Upgrading to 10 gallon batches - Minimal Equipment (AG)

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Theropteryx

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Hi all,

I've encountered the "time to brew vs free time" problem - sounds like this is common amongst people who share this hobby. A common solution to this problem is to produce more beer per brew day.

With that said, I would like to attempt make the volume jump by purchasing minimal equipment.

I'm currently brewing 5 gallon AG batches - that's to say that I have:

8 gal mash tun
8 gal boil kettle
(no HLT)
Chugger Pump
Bayou classic burner
Multiple fermenters

If I were to purchase a 15 gallon mash tun (I prefer steel kettles for easy temperature control during step mashes), I could (theoretically) use my old mash tun as a HLT and a boil kettle during the same brew day. So the workflow would look something like this:

1.) HLT (8 gal mash tun) sits on top of burner 1
2.) 15 gal mash tun sits on top of burner 2
3.) First runnings and second runnings from the sparge would be split between my two 8 gallon pots, and thus the boil would be split across two burners and two pots.

If I do this, the main problem is that initially, the concentrations of sugar between 8 gallon pots would be different. I'm sure that I could use my pump to equilibrate the concentrations of the wort, however I'm not sure if that would be difficult to achieve in reality (as it sounds simple in text).

I think that this would mean that all I would need to purchase would be another burner and a 15 gal mash tun.

Thoughts on this? Do any of you brew 10 gallon batches in a similar way?
 

ancientmariner52

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Hi all,

I've encountered the "time to brew vs free time" problem - sounds like this is common amongst people who share this hobby. A common solution to this problem is to produce more beer per brew day.

With that said, I would like to attempt make the volume jump by purchasing minimal equipment.

I'm currently brewing 5 gallon AG batches - that's to say that I have:

8 gal mash tun
8 gal boil kettle
(no HLT)
Chugger Pump
Bayou classic burner
Multiple fermenters

If I were to purchase a 15 gallon mash tun (I prefer steel kettles for easy temperature control during step mashes), I could (theoretically) use my old mash tun as a HLT and a boil kettle during the same brew day. So the workflow would look something like this:

1.) HLT (8 gal mash tun) sits on top of burner 1
2.) 15 gal mash tun sits on top of burner 2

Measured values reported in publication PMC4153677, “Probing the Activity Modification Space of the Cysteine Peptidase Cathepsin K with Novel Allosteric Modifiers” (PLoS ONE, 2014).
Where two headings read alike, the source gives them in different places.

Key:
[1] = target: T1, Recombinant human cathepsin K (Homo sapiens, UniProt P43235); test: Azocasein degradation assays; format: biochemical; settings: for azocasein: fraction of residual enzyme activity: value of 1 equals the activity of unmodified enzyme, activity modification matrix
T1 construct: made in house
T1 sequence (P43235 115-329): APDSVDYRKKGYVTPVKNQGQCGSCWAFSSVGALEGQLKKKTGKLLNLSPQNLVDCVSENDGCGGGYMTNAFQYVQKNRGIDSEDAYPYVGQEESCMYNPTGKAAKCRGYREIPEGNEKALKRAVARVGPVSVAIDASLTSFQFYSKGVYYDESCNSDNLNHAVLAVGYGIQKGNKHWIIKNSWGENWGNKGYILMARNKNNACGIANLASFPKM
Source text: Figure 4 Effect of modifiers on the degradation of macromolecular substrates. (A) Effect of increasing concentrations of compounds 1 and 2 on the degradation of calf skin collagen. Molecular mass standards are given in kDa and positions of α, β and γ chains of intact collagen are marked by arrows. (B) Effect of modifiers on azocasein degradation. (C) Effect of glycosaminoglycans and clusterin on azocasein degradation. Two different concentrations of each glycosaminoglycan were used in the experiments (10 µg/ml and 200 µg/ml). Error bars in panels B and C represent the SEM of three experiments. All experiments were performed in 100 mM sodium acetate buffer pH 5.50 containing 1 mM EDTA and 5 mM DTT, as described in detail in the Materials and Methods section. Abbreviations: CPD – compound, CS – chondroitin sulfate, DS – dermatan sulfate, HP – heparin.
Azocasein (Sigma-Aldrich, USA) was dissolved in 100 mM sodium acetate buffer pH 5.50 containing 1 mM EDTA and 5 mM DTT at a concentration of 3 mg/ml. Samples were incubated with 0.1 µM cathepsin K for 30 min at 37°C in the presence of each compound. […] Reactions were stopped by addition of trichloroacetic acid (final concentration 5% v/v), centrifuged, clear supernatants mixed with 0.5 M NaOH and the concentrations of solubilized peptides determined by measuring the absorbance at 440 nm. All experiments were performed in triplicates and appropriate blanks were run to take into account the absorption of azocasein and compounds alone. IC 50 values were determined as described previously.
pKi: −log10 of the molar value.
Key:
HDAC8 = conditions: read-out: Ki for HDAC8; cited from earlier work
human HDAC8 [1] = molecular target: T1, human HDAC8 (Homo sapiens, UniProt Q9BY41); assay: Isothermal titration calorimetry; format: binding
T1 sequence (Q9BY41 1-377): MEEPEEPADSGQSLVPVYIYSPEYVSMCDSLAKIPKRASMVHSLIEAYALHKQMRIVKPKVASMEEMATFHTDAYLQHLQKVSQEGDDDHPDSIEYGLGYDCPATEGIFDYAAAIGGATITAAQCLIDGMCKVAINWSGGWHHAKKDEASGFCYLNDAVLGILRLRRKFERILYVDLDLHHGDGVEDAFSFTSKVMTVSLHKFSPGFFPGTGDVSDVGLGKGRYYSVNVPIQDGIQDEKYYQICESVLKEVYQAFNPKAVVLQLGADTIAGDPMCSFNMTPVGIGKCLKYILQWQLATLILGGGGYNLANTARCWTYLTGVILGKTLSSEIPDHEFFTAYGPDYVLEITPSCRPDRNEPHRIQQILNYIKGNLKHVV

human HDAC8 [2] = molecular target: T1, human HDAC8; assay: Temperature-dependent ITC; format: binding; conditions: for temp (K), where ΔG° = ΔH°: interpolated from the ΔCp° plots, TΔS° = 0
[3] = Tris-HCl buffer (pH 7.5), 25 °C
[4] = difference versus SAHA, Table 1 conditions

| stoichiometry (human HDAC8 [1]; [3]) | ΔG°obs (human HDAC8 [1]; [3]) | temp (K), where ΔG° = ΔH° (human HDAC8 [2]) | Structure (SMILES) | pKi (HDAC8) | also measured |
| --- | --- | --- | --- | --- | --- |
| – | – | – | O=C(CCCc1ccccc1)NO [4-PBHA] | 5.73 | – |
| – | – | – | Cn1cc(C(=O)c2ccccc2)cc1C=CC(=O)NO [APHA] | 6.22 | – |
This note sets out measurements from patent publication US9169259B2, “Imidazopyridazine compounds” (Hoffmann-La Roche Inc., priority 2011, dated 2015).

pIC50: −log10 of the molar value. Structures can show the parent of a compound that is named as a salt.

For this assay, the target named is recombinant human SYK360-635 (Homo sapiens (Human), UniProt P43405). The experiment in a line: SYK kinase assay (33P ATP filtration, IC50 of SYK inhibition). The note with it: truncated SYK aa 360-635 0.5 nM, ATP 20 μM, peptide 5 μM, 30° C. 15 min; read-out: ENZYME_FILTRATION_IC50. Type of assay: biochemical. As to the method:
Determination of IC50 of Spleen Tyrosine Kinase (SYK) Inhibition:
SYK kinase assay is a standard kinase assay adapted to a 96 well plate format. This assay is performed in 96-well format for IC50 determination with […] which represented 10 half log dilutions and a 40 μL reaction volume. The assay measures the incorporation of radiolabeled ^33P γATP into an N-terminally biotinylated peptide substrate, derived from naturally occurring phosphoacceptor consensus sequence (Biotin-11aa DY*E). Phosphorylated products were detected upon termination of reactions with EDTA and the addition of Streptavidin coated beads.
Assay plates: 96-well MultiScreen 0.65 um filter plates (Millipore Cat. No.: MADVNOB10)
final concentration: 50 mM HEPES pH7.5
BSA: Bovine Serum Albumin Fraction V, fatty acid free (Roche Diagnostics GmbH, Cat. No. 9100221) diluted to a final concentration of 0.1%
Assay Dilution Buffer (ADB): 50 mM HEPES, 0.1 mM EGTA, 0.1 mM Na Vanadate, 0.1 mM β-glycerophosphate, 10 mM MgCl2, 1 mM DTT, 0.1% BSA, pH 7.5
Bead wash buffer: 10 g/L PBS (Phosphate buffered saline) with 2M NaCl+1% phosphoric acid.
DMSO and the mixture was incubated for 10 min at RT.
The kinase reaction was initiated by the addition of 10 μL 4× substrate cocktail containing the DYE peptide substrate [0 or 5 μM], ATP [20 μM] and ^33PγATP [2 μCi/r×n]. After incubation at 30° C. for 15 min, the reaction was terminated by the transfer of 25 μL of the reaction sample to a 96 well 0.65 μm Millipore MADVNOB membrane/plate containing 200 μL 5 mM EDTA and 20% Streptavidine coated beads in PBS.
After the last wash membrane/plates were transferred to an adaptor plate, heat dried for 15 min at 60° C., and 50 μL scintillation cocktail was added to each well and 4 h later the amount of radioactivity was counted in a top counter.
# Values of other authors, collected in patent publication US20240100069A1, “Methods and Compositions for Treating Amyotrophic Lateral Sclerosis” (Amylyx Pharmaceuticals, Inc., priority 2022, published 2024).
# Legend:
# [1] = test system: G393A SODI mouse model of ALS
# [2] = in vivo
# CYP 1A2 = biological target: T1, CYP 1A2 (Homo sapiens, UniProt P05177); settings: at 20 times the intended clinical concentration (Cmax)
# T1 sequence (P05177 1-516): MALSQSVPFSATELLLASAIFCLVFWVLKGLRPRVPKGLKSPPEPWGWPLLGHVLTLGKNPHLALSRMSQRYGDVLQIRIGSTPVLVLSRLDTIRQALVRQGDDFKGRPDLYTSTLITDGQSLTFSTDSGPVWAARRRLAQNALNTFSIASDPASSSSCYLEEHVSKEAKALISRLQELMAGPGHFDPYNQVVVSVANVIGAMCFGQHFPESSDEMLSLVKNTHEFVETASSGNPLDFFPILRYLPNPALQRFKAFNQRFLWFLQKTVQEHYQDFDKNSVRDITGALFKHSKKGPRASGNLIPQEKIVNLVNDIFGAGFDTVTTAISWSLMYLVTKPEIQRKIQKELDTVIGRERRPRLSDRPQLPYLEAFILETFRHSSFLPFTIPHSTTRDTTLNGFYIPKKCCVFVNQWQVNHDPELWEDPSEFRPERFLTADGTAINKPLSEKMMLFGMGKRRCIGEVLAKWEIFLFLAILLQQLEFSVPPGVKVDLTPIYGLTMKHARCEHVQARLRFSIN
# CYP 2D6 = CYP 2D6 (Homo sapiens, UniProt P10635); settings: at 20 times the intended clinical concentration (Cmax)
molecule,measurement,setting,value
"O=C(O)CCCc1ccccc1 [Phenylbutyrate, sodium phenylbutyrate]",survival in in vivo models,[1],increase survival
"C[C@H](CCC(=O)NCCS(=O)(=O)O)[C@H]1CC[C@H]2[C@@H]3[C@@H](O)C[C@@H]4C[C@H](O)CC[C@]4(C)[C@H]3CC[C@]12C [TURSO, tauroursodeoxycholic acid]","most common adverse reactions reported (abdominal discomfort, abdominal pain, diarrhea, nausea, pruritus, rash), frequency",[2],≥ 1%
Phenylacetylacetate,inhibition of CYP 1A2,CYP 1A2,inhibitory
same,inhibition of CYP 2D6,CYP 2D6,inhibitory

3.) First runnings and second runnings from the sparge would be split between my two 8 gallon pots, and thus the boil would be split across two burners and two pots.

If I do this, the main problem is that initially, the concentrations of sugar between 8 gallon pots would be different. I'm sure that I could use my pump to equilibrate the concentrations of the wort, however I'm not sure if that would be difficult to achieve in reality (as it sounds simple in text).

I think that this would mean that all I would need to purchase would be another burner and a 15 gal mash tun.

Thoughts on this? Do any of you brew 10 gallon batches in a similar way?
If I understand your goal correctly, you could:

1. Mash in 15 gal kettle.

2. Store wort in 2 x 8 gal kettles.

3. Clean mash tun. (Just hose it out, sanitizing not needed.)

4. Boil wort in 15 gal kettle.

No need for 2 burners (I think).
 
OP
T

Theropteryx

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You've got it right, that makes it even simpler. Something that I had not realized is that my immersion chiller will not work in a deep 15 gallon pot.
 

Dland

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I had similar time/batch size situation. Had a nice Blichman 8 gallon set up I bought used, but could only make one C keg's worth per brewing day. After 1st brew with small kettles I went to a home made 15 gallon keggle system pictured in my avatar. The only reason I used two burners is so I don't have to move kettles around, and sometimes heat sanitation water when boiling wort. Just added an electric element to HLT, an easy upgrade on a keg kettle, by the way...faster, cheaper to run than propane.

I usually use 2 pumps, but can get away with one if I elevate the HLT and let the sparge water gravity feed.
 

pvpeacock

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Alternatively, you can mash and boil a high gravity wort and then dilute it with water in the fermenters before you pitch the yeast. When my keg pipeline gets low, I do this and brew 10 gallons using my 5 gallon set up. As long as you have the fermenter capacity for 10 gallons, it is easy to do.
 
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I do something similar pretty often. I have a 15 gallon mash tun and two 10 gallon kettles. Sometimes I'll party-gyle. Other times I'll collect my wort in a 20 gallon trash can and split it. The thing I dig about it is that I can make 2 different beers any way I do it.
 
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Theropteryx

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This is all great advice. There's more than one way to skin a cat, so your comments have helped clarify what I need to acquire/do. I see the advantage of having a second burner (electric or gas), but I'm also considering purchasing a chest freezer for better fermentation control. I suppose we all go through the phase in brewing (...and life!) when we realize that there's more that we want than what we need, so equipment selection becomes something that you can really overanalyze when you're trying to upgrade your brewing system.

Thanks guys!
 
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